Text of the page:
Intelligencer Journal/Lancaster New Era
Study: Violent video games boost aggression
BY DAVE LARSEN, McClatchy-Tribune
DAYTON, Ohio -- A new Ohio State University study shows that playing violent video games can make people more aggressive over time, but the report's co-author said it is impossible to link such games to violent criminal behavior like the recent Sandy Hook Elementary School shootings.
The new study provides the first experimental evidence that the negative effects of playing violent video games can accumulate over time, said Brad Bushman, an Ohio State professor of communication and psychology who researches factors that can influence aggressive behavior.
People who played a violent video game for three consecutive days showed increases in aggressive behavior and hostile expectations each day they played, he said.
Video game publishers are facing growing pressure from Washington and advocacy groups concerned about possible links between violent games and tragedies like the mass shootings in Newtown, Conn., and Aurora, Colo.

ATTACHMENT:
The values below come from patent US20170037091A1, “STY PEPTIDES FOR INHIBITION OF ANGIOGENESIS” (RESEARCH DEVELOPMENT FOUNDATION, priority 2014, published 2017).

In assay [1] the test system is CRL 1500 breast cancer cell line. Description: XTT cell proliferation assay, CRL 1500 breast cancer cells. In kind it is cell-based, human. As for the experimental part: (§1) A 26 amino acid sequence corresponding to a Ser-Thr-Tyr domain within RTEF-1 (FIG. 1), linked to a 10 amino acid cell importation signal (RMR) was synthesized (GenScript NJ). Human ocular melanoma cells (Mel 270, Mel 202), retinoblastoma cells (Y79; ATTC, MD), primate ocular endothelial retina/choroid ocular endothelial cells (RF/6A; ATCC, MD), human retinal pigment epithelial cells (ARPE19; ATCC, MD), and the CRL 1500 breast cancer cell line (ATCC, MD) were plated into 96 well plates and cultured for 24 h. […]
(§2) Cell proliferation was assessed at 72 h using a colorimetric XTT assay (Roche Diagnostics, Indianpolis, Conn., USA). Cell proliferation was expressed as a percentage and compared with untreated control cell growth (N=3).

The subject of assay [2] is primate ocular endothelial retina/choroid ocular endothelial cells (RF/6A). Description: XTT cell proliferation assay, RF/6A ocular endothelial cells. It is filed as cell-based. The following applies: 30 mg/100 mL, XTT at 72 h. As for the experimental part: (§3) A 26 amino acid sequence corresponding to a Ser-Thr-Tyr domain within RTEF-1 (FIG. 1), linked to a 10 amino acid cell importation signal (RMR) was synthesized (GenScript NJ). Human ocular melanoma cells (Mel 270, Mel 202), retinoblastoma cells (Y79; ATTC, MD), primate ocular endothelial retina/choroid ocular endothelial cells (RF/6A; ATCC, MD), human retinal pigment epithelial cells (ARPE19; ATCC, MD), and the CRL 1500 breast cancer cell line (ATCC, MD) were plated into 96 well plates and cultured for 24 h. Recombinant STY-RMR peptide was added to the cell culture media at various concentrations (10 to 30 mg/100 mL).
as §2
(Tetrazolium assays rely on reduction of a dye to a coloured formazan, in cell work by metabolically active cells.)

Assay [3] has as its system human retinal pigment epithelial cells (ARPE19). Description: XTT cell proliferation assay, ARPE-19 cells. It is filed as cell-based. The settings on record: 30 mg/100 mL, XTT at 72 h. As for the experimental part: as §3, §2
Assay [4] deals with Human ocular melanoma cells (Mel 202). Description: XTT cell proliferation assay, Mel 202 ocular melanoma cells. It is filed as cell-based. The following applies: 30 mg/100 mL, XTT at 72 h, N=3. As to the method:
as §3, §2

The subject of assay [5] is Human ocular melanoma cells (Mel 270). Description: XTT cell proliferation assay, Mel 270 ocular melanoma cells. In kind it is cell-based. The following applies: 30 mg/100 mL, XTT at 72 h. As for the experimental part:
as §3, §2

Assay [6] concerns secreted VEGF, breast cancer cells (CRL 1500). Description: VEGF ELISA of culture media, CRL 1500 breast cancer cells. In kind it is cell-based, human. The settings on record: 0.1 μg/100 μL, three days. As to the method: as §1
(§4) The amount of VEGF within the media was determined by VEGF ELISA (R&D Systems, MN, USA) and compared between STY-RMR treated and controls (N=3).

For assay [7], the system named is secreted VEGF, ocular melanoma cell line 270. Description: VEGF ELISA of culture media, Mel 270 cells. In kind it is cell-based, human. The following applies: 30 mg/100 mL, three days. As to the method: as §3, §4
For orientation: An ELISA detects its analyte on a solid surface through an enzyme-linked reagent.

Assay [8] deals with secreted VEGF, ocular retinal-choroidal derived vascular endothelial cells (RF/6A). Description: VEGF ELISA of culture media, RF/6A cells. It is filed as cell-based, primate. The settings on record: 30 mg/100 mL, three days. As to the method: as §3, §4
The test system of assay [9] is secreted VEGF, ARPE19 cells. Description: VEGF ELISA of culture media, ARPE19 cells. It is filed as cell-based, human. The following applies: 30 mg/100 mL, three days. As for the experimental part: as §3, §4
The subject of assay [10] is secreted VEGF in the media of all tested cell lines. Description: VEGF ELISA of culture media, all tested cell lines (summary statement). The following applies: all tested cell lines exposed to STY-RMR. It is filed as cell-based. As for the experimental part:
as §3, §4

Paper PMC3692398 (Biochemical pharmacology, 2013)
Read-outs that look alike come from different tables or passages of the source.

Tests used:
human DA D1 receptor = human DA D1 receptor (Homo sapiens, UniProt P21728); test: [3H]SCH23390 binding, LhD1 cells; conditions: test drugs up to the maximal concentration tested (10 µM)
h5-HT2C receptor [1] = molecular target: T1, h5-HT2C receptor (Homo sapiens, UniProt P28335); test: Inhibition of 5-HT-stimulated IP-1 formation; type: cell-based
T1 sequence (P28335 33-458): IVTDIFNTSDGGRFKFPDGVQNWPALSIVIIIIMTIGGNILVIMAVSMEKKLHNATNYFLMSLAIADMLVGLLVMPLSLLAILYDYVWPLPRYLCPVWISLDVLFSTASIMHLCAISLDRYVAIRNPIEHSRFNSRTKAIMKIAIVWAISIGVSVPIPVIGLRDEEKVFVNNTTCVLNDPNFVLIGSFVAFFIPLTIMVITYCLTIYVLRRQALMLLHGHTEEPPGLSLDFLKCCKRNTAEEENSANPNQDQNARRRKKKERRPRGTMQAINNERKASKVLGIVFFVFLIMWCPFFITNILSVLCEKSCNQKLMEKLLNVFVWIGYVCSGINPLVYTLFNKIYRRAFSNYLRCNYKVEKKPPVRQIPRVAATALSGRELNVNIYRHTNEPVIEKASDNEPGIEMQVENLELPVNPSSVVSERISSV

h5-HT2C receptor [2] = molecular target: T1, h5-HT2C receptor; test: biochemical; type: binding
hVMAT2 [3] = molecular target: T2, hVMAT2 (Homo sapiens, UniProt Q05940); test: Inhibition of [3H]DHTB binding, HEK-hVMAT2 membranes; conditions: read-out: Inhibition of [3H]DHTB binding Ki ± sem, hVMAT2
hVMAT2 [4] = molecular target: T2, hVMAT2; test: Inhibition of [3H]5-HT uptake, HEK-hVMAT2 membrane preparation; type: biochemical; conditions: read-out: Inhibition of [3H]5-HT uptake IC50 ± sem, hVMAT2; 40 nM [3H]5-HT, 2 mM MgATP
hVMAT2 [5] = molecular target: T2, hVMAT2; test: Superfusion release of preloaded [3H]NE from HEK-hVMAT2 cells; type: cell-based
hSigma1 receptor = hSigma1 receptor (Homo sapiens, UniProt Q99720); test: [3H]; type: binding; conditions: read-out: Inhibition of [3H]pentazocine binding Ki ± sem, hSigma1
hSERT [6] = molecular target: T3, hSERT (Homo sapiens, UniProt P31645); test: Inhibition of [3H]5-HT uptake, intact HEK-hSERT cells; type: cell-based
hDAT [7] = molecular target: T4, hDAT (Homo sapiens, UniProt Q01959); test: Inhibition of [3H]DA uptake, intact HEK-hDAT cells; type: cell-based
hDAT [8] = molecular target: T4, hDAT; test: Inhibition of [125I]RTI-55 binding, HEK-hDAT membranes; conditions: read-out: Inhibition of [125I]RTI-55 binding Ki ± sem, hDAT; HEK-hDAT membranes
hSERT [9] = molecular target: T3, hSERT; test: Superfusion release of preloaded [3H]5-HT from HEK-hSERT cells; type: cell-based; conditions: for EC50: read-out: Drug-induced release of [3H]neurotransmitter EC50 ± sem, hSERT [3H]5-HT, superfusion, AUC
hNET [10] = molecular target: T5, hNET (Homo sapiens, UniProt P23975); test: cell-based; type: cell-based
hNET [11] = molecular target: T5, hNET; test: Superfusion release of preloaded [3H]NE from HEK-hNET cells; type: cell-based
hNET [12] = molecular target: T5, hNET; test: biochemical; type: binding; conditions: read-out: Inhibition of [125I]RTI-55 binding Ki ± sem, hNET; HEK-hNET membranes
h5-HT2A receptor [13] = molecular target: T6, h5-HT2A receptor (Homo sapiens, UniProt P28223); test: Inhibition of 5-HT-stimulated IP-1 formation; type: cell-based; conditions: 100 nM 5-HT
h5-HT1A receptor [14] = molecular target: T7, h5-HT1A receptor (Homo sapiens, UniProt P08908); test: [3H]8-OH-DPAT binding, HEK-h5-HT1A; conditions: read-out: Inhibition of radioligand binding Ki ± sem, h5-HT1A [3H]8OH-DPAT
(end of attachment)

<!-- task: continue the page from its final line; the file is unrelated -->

The makers of "Grand Theft Auto" announced Friday that the latest chapter in the best-selling crime simulator video game series will be delayed until September.
President Barack Obama last month called for the Centers for Disease Control and Prevention to renew scientific research into the relationship between "video games, media images and violence." He also urged Congress to support a bill that would grant the CDC $10 million to conduct this new research.
In a letter to Vice President Joe Biden, Daniel Greenberg of the International Game Developers Association said the nonprofit group would "welcome more evidence-based research into the effects of our work to add to the large body of existing scientific literature that clearly shows no causal link between video game violence and real violence."
Game companies say their products are protected speech under the First Amendment of the U.S. Constitution, according to the Entertainment Software Association, a trade group that represents U.S. computer and video game publishers. Association officials declined comment for this article.
The video game industry adopted a voluntary rating system in 1994 that limits the sale and rental of games with violent or adult content to customers over ages 17 and 18, respectively.
In June 2011, the U.S. Supreme Court ruled that a ban on the sale and rental of "violent" video games to minors is an unconstitutional infringement of speech rights. The ruling said the games are entitled to the same constitutional protection as books, movies, music and other forms of artistic expression.